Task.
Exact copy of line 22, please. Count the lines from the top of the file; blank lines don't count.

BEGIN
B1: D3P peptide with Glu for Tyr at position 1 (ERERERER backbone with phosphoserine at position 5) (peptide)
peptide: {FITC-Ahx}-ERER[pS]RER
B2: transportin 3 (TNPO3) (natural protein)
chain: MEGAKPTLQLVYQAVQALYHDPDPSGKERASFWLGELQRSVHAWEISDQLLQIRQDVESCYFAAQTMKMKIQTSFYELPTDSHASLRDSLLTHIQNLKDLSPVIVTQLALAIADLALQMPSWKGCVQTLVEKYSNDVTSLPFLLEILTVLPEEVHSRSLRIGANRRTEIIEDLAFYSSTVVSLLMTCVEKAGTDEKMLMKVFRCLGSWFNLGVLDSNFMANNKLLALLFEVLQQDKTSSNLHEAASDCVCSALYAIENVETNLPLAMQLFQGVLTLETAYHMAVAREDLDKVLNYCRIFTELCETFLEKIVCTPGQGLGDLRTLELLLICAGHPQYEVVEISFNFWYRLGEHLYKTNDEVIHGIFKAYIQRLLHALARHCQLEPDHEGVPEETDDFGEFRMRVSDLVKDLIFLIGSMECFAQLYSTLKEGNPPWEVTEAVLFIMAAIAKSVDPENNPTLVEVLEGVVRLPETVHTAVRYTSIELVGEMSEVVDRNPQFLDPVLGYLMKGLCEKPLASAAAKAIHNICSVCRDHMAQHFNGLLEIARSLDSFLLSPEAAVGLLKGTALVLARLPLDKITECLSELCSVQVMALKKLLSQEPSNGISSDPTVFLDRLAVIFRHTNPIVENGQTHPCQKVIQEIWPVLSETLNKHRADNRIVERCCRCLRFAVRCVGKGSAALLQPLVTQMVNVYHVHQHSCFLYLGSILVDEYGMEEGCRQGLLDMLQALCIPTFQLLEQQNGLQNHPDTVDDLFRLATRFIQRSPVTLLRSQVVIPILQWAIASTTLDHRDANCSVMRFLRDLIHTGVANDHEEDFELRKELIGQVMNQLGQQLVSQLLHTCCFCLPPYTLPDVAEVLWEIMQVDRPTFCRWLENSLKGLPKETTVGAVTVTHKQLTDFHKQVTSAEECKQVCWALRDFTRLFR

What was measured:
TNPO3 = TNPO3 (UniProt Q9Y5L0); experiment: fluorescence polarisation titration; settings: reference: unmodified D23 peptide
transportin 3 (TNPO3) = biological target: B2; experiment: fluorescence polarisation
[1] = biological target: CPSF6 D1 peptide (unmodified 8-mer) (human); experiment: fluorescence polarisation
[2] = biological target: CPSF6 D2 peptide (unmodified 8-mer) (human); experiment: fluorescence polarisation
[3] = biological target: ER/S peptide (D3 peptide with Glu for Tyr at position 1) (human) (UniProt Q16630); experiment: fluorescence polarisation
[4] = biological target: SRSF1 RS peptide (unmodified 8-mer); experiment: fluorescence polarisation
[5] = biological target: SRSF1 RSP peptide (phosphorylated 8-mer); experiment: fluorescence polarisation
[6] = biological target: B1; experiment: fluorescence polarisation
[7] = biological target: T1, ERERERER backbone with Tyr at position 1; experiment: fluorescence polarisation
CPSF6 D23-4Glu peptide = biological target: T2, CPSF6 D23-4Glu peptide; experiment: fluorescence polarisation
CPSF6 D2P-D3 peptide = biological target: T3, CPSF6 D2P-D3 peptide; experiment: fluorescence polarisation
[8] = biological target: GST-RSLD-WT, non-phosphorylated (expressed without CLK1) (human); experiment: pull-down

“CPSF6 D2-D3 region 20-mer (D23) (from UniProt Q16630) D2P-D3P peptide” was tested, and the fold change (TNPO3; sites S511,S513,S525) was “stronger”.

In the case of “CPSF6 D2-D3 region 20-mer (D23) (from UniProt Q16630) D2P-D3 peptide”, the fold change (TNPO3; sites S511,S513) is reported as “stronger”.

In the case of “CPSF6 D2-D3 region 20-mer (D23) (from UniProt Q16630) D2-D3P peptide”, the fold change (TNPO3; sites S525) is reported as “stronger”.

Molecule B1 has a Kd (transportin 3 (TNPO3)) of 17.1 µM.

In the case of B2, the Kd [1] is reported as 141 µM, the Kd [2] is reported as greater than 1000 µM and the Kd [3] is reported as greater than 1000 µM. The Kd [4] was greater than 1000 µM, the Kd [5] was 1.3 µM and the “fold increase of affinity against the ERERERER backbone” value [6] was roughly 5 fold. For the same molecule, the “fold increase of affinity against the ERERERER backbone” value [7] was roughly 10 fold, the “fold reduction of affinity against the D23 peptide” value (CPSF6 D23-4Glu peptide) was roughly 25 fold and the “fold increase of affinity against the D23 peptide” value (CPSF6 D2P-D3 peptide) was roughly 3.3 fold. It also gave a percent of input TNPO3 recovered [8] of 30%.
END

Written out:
In the case of B2, the Kd [1] is reported as 141 µM, the Kd [2] is reported as greater than 1000 µM and the Kd [3] is reported as greater than 1000 µM. The Kd [4] was greater than 1000 µM, the Kd [5] was 1.3 µM and the “fold increase of affinity against the ERERERER backbone” value [6] was roughly 5 fold. For the same molecule, the “fold increase of affinity against the ERERERER backbone” value [7] was roughly 10 fold, the “fold reduction of affinity against the D23 peptide” value (CPSF6 D23-4Glu peptide) was roughly 25 fold and the “fold increase of affinity against the D23 peptide” value (CPSF6 D2P-D3 peptide) was roughly 3.3 fold. It also gave a percent of input TNPO3 recovered [8] of 30%.